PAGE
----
Dr. Ayanna Howard is Chief Technology Officer (CTO) at Zyrobotics, an educational technology company, and the Linda J. and Mark C. Smith professor at the Georgia Institute of Technology. She received her B.S. in engineering from Brown University, her M.S.E.E. from the University of Southern California, and her Ph.D. in electrical engineering from the University of Southern California. Her artificial intelligence (AI), robotics and assistive technology research has resulted in over 250 peer-reviewed publications and a number of commercialized products, including STEM Storiez, a set of AI-powered gamified e-books for early STEM education. To date, her unique accomplishments have been highlighted through a number of awards and articles, including highlights in USA Today, Upscale, and TIME Magazine, as well as being named a MIT Technology Review top young innovator and recognized as one of the 23 most powerful women engineers in the world by Business Insider. Prior to this, Dr. Howard was a senior robotics researcher at NASA’s Jet Propulsion Laboratory.
Dr. L. Robert Furman is an educator, leader, principal, student, speaker, and published author. As a former teacher and now administrator, Dr. Rob serves in the foreground of everyday education. Currently, Dr. Rob serves as Principal at South Park Elementary Center outside of Pittsburgh, PA, and has truly become a sought-after leader in topics surrounding the field of education today. Dr. Rob is the author of several books including Reading, Technology, and Digital Literacy and the ISTE bestselling title Are You Future Ready. Beyond speaking at venues across the country, Dr. Rob is also a contributing blogger for The Huffington Post as well as the Ed Tech Review. Rob also hosts a well-known YouTube educational video blog called The Seditionists and educational podcast called the Council on the Future of Education. Further, he has received several prestigious awards, such as being named in the National School Board Association’s “20 To Watch” in technology education and a Pittsburgh Tribune Review News Maker of the year.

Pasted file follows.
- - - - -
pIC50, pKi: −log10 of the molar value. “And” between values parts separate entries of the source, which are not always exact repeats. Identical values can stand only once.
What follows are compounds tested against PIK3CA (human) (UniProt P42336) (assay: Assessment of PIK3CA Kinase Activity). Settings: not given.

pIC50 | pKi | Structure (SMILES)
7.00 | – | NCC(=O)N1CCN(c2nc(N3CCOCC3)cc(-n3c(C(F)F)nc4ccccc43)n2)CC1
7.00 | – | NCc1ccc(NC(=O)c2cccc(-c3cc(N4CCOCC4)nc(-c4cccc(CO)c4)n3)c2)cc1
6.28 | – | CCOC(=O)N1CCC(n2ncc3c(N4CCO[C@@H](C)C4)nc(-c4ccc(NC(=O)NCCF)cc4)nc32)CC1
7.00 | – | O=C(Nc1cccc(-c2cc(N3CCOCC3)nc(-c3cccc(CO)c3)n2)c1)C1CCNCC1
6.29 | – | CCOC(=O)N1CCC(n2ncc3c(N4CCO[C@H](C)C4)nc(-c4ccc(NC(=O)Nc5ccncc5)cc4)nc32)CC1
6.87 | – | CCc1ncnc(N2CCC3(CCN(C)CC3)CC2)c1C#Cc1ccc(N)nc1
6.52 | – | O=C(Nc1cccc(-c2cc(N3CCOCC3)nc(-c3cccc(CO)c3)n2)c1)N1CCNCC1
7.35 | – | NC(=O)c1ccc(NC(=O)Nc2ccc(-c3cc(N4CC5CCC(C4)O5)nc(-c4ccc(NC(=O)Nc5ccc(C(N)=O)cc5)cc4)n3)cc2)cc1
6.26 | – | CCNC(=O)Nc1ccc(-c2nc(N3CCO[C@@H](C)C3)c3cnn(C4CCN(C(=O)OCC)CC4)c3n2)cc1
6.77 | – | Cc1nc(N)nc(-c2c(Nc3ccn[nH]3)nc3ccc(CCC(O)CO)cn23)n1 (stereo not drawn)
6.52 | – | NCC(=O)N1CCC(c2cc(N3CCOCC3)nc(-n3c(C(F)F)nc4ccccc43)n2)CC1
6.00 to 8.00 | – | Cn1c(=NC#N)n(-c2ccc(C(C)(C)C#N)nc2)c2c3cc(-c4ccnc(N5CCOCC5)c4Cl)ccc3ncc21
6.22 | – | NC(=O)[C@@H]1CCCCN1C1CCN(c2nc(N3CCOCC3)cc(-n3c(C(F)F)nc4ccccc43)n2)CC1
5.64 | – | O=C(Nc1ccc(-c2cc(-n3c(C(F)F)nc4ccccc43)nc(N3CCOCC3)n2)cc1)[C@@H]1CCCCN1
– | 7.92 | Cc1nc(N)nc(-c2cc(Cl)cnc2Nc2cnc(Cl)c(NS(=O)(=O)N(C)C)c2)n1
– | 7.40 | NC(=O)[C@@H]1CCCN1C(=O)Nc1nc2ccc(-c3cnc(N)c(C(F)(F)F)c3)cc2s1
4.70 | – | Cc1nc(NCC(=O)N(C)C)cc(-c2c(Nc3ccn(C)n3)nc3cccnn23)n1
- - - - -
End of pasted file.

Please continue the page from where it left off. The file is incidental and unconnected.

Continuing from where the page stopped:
At Digital Promise, Sierra leads collaborative, research-based projects driven by authentic needs. By co-designing systemic improvements to the edtech marketplace with key stakeholders, such as education leaders and educators, Sierra hopes to infuse research into edtech product design and help educators make edtech decisions based on classroom needs. Prior to joining Digital Promise, Sierra was an educator and the curriculum coordinator for the Brooklyn Autism Center and received her M.Ed. from the Harvard Graduate School of Education.
About the host
Barbara Pape is the communications director for the Learner Variability Project at Digital Promise Global (DPG). She has 20 years’ experience in strategic communications, writing, and policy analysis, primarily in education. Previously, she served as Executive Producer of the award-winning Teaching & Learning conference, sponsored by the National Board for Professional Teaching Standards, where she developed content and oversaw outreach and communications. As a writer, she has written for numerous publications, including Harvard University, the National Education Goals Panel (U.S. Department of Education) and Parents magazine. Barbara also served as editor and publisher of the first electronically delivered education newsletter, the Daily Report Card. She earned an EdM at Harvard University’s Graduate School of Education and launched her career as a middle school language arts teacher.